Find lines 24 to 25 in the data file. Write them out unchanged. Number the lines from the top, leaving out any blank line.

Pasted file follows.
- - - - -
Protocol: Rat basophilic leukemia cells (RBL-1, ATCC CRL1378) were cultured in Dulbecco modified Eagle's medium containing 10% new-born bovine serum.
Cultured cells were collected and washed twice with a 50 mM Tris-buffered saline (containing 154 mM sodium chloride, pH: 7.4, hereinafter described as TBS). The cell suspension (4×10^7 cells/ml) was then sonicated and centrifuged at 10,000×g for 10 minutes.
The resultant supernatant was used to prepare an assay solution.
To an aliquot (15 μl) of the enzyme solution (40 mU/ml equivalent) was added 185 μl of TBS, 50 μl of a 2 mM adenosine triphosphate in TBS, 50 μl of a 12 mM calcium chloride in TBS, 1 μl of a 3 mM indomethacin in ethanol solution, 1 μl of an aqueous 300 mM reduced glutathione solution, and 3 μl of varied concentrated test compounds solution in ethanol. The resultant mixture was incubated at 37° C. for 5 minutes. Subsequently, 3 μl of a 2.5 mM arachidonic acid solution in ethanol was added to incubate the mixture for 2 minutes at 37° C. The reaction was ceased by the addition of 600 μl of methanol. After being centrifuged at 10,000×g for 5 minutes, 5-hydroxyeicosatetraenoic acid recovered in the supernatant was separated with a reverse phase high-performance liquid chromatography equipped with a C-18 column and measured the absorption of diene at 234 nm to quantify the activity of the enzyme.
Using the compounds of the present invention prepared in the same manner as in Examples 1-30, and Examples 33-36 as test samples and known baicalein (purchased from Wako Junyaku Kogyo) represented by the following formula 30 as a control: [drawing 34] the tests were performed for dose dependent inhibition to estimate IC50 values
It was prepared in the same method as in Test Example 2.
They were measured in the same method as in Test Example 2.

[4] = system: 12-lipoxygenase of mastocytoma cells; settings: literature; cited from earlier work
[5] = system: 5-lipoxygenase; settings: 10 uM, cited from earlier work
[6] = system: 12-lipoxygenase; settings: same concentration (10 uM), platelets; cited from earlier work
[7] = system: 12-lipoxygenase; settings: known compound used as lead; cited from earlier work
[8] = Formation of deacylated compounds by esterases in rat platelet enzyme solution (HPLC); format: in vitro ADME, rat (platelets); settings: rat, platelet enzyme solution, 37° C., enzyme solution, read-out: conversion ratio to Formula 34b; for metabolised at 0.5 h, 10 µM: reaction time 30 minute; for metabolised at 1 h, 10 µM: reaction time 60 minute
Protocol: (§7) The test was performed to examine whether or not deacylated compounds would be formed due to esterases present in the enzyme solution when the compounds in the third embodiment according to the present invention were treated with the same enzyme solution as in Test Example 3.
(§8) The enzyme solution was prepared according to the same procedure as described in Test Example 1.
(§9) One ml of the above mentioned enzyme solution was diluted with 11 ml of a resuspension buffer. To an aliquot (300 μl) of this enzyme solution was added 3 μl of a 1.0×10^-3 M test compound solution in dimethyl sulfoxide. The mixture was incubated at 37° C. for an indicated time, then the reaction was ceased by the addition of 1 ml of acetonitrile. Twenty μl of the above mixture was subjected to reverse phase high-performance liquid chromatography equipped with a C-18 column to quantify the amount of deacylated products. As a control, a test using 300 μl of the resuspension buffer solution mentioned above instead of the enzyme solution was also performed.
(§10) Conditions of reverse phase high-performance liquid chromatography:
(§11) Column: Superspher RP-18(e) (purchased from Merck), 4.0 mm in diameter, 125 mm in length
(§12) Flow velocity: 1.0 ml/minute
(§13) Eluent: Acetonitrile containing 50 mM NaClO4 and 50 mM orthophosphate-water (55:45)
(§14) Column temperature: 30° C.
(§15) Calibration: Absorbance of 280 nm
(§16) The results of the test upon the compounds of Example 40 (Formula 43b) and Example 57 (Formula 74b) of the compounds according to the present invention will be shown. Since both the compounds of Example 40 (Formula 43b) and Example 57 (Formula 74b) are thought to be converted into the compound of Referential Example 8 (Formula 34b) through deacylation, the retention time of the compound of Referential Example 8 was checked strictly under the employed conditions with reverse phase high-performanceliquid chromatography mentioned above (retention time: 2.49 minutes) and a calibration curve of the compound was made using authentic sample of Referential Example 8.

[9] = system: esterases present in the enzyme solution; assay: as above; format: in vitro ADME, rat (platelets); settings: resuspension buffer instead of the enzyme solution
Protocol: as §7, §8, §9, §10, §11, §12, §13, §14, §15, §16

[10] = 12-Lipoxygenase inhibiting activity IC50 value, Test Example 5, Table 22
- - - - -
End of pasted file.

Protocol: as §7, §8, §9, §10, §11, §12, §13, §14, §15, §16

[10] = 12-Lipoxygenase inhibiting activity IC50 value, Test Example 5, Table 22